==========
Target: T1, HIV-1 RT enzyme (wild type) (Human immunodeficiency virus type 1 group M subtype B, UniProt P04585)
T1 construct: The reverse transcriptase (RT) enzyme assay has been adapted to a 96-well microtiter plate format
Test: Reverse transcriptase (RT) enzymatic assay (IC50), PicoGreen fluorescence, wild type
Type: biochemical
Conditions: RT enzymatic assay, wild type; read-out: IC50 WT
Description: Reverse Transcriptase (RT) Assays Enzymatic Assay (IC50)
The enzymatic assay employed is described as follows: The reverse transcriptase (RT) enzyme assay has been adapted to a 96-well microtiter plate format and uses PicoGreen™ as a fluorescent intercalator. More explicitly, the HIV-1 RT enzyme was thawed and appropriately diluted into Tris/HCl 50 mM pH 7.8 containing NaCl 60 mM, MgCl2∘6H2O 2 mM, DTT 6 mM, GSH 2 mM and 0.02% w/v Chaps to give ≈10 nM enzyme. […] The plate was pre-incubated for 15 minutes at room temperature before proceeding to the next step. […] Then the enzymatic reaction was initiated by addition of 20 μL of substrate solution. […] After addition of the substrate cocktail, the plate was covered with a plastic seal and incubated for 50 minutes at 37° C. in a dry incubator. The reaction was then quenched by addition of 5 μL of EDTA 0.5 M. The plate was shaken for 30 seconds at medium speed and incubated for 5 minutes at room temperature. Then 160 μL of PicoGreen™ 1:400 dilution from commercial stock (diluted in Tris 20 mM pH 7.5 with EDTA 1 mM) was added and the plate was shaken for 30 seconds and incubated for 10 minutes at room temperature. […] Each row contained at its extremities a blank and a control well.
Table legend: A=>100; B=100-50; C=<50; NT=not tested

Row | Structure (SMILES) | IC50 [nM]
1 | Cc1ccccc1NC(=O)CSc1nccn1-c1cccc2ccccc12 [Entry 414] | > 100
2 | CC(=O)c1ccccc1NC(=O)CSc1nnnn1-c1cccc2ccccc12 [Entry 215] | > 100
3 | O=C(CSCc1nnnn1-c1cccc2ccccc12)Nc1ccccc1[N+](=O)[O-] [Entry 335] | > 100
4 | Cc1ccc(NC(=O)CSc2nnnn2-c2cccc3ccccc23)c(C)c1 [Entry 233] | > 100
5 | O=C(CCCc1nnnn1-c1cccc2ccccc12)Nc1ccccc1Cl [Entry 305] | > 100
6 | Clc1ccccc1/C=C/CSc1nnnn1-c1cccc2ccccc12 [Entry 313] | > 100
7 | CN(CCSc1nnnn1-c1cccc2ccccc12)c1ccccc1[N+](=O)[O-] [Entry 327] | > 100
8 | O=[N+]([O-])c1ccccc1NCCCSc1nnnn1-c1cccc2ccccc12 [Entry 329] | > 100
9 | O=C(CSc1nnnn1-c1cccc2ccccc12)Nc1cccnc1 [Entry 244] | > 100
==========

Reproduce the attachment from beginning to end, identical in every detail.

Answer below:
Target: T1, HIV-1 RT enzyme (wild type) (Human immunodeficiency virus type 1 group M subtype B, UniProt P04585)
T1 construct: The reverse transcriptase (RT) enzyme assay has been adapted to a 96-well microtiter plate format
Test: Reverse transcriptase (RT) enzymatic assay (IC50), PicoGreen fluorescence, wild type
Type: biochemical
Conditions: RT enzymatic assay, wild type; read-out: IC50 WT
Description: Reverse Transcriptase (RT) Assays Enzymatic Assay (IC50)
The enzymatic assay employed is described as follows: The reverse transcriptase (RT) enzyme assay has been adapted to a 96-well microtiter plate format and uses PicoGreen™ as a fluorescent intercalator. More explicitly, the HIV-1 RT enzyme was thawed and appropriately diluted into Tris/HCl 50 mM pH 7.8 containing NaCl 60 mM, MgCl2∘6H2O 2 mM, DTT 6 mM, GSH 2 mM and 0.02% w/v Chaps to give ≈10 nM enzyme. […] The plate was pre-incubated for 15 minutes at room temperature before proceeding to the next step. […] Then the enzymatic reaction was initiated by addition of 20 μL of substrate solution. […] After addition of the substrate cocktail, the plate was covered with a plastic seal and incubated for 50 minutes at 37° C. in a dry incubator. The reaction was then quenched by addition of 5 μL of EDTA 0.5 M. The plate was shaken for 30 seconds at medium speed and incubated for 5 minutes at room temperature. Then 160 μL of PicoGreen™ 1:400 dilution from commercial stock (diluted in Tris 20 mM pH 7.5 with EDTA 1 mM) was added and the plate was shaken for 30 seconds and incubated for 10 minutes at room temperature. […] Each row contained at its extremities a blank and a control well.
Table legend: A=>100; B=100-50; C=<50; NT=not tested

Row | Structure (SMILES) | IC50 [nM]
1 | Cc1ccccc1NC(=O)CSc1nccn1-c1cccc2ccccc12 [Entry 414] | > 100
2 | CC(=O)c1ccccc1NC(=O)CSc1nnnn1-c1cccc2ccccc12 [Entry 215] | > 100
3 | O=C(CSCc1nnnn1-c1cccc2ccccc12)Nc1ccccc1[N+](=O)[O-] [Entry 335] | > 100
4 | Cc1ccc(NC(=O)CSc2nnnn2-c2cccc3ccccc23)c(C)c1 [Entry 233] | > 100
5 | O=C(CCCc1nnnn1-c1cccc2ccccc12)Nc1ccccc1Cl [Entry 305] | > 100
6 | Clc1ccccc1/C=C/CSc1nnnn1-c1cccc2ccccc12 [Entry 313] | > 100
7 | CN(CCSc1nnnn1-c1cccc2ccccc12)c1ccccc1[N+](=O)[O-] [Entry 327] | > 100
8 | O=[N+]([O-])c1ccccc1NCCCSc1nnnn1-c1cccc2ccccc12 [Entry 329] | > 100
9 | O=C(CSc1nnnn1-c1cccc2ccccc12)Nc1cccnc1 [Entry 244] | > 100